Facebook has way too much of our past – where we’ve been, who we’ve interacted with, what we’ve said and done. I don’t miss one thing about Facebook. It was the best decision I ever made.

Have you ever thought about leaving it? If so, why? Tell me your thoughts on the matter! It seems as though the Facebook walls are slowly crashing down.

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15 thoughts on “My Life Six Months After Facebook

  1. As an Air Force nurse, I moved around quite a bit, so I have long-distance friends all over. Distant family. Etc. We’re not close enough to write or call much, but I like to know what they’re up to, and FB is good for that. Also, I publish my blog to FB. So I can’t quite get rid of it, but I try to use it wisely. I don’t post much about myself (no statuses, selfies, what I ate for dinner), limit my # of friends and how much time I spend scrolling, ignore/don’t respond to drama-inducing posts. But you make some very valid points about privacy and face time with REAL friends. Thanks for a great post, Jess. 🙂

    Liked by 1 person

    • Thanks Joan! When I studied abroad, it was very useful to let my family know where I was and that I was okay. It’s definitely a great platform for something like that. Especially when I was living on the other side of the country. Now that I’m closer to home, I’d much rather just call/text them. I just didn’t find a need for it anymore now that I could go see my family and friends whenever I wanted. The downside is that I’m sometimes the last person to know about any major events haha but I can live with that.

      Liked by 1 person

  2. Mom says:

    Don’t forget how your creativity has sky rocketed! You are writing more and painting more, etc….Kudos to you! It’s hard for me, as your Mom, not knowing if you are up to date on family issues sometimes but that’s my problem not yours. I’m very proud of you ❤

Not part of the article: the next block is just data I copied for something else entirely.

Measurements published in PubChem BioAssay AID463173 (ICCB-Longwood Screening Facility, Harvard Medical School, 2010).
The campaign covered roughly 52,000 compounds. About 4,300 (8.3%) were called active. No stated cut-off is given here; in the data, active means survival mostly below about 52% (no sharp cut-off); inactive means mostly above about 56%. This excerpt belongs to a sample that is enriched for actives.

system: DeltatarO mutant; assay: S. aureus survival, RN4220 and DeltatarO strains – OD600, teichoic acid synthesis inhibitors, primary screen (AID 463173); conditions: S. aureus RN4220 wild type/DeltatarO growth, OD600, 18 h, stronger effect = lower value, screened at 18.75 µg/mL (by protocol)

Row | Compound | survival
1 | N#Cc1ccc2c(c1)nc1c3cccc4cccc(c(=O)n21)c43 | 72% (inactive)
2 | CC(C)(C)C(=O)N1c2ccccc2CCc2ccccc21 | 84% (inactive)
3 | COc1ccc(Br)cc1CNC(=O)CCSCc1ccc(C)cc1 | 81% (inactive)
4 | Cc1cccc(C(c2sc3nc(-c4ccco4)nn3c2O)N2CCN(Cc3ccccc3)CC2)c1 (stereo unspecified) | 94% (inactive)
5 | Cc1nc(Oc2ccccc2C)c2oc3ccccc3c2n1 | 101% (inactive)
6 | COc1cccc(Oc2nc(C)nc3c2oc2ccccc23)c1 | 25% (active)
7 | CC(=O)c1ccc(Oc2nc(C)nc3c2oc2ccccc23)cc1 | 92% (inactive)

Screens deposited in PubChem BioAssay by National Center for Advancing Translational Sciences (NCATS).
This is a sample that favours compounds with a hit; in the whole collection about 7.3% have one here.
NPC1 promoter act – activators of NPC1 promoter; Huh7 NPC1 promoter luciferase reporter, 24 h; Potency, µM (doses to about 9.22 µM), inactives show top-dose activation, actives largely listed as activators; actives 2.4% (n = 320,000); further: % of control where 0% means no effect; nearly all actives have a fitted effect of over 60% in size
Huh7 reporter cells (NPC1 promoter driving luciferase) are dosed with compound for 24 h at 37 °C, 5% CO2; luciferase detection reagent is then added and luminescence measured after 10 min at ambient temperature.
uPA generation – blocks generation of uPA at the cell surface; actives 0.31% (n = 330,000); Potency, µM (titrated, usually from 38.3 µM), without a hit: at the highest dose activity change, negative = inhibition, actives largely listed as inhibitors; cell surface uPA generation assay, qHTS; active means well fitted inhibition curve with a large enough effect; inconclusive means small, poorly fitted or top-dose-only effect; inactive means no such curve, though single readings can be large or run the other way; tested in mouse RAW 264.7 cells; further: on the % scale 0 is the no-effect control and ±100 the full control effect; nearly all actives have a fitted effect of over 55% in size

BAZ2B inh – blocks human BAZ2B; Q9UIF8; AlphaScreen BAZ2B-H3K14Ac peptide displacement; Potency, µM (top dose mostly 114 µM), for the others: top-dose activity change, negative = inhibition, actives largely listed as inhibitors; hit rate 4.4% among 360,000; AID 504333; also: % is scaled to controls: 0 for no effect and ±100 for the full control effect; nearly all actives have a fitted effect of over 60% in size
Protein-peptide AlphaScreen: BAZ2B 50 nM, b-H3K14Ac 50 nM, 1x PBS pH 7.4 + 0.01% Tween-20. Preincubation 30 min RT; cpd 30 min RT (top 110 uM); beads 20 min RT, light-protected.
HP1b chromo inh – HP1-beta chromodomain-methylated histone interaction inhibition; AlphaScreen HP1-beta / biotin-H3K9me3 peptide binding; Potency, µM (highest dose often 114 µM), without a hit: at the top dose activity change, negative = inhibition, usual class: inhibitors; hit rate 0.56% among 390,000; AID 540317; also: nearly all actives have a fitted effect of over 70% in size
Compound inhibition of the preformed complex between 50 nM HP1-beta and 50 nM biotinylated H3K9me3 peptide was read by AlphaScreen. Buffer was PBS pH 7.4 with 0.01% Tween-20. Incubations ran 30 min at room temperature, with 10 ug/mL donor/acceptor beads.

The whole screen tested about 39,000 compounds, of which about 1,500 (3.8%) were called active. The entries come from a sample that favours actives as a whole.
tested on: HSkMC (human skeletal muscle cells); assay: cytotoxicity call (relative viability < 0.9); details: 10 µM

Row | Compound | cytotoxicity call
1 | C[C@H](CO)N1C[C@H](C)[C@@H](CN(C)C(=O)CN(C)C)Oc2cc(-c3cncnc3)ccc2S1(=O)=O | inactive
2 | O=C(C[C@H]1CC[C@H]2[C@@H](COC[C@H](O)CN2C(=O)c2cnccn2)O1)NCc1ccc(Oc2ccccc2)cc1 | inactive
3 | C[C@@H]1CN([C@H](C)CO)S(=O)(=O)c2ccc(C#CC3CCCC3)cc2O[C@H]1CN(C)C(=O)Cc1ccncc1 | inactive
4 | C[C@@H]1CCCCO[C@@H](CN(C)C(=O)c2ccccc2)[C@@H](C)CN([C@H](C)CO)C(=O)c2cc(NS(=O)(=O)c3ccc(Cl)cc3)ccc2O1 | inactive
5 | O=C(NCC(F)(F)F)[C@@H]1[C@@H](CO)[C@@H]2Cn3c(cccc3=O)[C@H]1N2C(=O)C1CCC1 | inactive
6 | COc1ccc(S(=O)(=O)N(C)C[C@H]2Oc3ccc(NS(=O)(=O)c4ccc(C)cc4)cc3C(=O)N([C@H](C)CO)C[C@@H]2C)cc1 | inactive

Liked by 1 person

    • Thanks Mom! I didn’t even think about what it’s done to my creativity level. It’s been so nice focusing on what’s going on in my head without others cluttering it. It’s so peaceful.

      Like

  3. I really liked this. It was like the “where are they now?” portion of a tv show. I was nodding my heading in agreement when you said you just wanted to be left alone. I couldn’t agree more. When you first said you were deleting Facebook that inspired me to slowly get off it. Although I never deactivated, I don’t scroll through it as much anymore and it feels great.

    Liked by 1 person

  4. “Facebook has way too much of our past – where we’ve been, who we’ve interacted with, what we’ve said and done.” It’s true… and such a problem.

    Honestly, I consider dropping Facebook about once a year. That consideration increases exponentially during an election year. I just can’t bring myself to ever do it. I keep telling myself that Facebook is the reason I get a few extra readers on my blog each week. I’m pretty sure that’s a lie. But I tell it to myself anyway.

    And I just started a new job where using social media is one of core requirements. I’m afraid that The Facebook and I are intertwined for a while longer.

    Liked by 1 person